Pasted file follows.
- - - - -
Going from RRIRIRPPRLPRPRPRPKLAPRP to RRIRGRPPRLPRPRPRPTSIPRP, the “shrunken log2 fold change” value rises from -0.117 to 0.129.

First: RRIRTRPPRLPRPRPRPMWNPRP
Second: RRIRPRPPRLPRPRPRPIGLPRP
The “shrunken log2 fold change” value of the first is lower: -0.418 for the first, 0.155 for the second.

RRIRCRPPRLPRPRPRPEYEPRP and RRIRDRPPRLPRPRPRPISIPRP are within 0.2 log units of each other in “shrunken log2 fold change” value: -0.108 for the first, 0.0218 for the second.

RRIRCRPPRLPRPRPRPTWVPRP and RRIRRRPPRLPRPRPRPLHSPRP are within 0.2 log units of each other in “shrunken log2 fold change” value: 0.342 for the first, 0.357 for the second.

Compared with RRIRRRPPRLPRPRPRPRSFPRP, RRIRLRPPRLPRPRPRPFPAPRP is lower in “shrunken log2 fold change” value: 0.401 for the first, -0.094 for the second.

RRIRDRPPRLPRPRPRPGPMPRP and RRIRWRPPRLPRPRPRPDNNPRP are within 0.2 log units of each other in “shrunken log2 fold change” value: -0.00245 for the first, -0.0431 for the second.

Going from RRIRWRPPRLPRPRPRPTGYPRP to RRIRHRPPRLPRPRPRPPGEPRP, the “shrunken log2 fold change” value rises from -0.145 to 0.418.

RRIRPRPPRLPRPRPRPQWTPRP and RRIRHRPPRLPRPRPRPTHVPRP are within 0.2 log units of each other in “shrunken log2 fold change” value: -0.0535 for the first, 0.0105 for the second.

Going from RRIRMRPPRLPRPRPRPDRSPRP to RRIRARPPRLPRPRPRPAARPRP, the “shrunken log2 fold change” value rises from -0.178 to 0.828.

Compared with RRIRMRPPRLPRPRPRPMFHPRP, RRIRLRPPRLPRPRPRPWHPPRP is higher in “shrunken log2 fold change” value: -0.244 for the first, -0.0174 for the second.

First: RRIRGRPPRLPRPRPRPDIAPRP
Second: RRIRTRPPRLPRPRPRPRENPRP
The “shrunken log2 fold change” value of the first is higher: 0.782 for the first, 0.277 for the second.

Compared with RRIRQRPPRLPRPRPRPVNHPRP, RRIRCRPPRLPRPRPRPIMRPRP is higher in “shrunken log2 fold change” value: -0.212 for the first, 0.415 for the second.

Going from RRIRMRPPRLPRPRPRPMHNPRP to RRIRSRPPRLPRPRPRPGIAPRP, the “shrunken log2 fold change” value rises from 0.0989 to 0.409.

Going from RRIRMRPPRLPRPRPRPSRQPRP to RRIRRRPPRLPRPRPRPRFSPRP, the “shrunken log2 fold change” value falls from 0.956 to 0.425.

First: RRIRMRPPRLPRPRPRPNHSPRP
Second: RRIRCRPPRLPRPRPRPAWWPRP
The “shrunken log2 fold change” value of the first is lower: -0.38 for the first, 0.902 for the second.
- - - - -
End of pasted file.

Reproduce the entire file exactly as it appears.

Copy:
Going from RRIRIRPPRLPRPRPRPKLAPRP to RRIRGRPPRLPRPRPRPTSIPRP, the “shrunken log2 fold change” value rises from -0.117 to 0.129.

First: RRIRTRPPRLPRPRPRPMWNPRP
Second: RRIRPRPPRLPRPRPRPIGLPRP
The “shrunken log2 fold change” value of the first is lower: -0.418 for the first, 0.155 for the second.

RRIRCRPPRLPRPRPRPEYEPRP and RRIRDRPPRLPRPRPRPISIPRP are within 0.2 log units of each other in “shrunken log2 fold change” value: -0.108 for the first, 0.0218 for the second.

RRIRCRPPRLPRPRPRPTWVPRP and RRIRRRPPRLPRPRPRPLHSPRP are within 0.2 log units of each other in “shrunken log2 fold change” value: 0.342 for the first, 0.357 for the second.

Compared with RRIRRRPPRLPRPRPRPRSFPRP, RRIRLRPPRLPRPRPRPFPAPRP is lower in “shrunken log2 fold change” value: 0.401 for the first, -0.094 for the second.

RRIRDRPPRLPRPRPRPGPMPRP and RRIRWRPPRLPRPRPRPDNNPRP are within 0.2 log units of each other in “shrunken log2 fold change” value: -0.00245 for the first, -0.0431 for the second.

Going from RRIRWRPPRLPRPRPRPTGYPRP to RRIRHRPPRLPRPRPRPPGEPRP, the “shrunken log2 fold change” value rises from -0.145 to 0.418.

RRIRPRPPRLPRPRPRPQWTPRP and RRIRHRPPRLPRPRPRPTHVPRP are within 0.2 log units of each other in “shrunken log2 fold change” value: -0.0535 for the first, 0.0105 for the second.

Going from RRIRMRPPRLPRPRPRPDRSPRP to RRIRARPPRLPRPRPRPAARPRP, the “shrunken log2 fold change” value rises from -0.178 to 0.828.

Compared with RRIRMRPPRLPRPRPRPMFHPRP, RRIRLRPPRLPRPRPRPWHPPRP is higher in “shrunken log2 fold change” value: -0.244 for the first, -0.0174 for the second.

First: RRIRGRPPRLPRPRPRPDIAPRP
Second: RRIRTRPPRLPRPRPRPRENPRP
The “shrunken log2 fold change” value of the first is higher: 0.782 for the first, 0.277 for the second.

Compared with RRIRQRPPRLPRPRPRPVNHPRP, RRIRCRPPRLPRPRPRPIMRPRP is higher in “shrunken log2 fold change” value: -0.212 for the first, 0.415 for the second.

Going from RRIRMRPPRLPRPRPRPMHNPRP to RRIRSRPPRLPRPRPRPGIAPRP, the “shrunken log2 fold change” value rises from 0.0989 to 0.409.

Going from RRIRMRPPRLPRPRPRPSRQPRP to RRIRRRPPRLPRPRPRPRFSPRP, the “shrunken log2 fold change” value falls from 0.956 to 0.425.

First: RRIRMRPPRLPRPRPRPNHSPRP
Second: RRIRCRPPRLPRPRPRPAWWPRP
The “shrunken log2 fold change” value of the first is lower: -0.38 for the first, 0.902 for the second.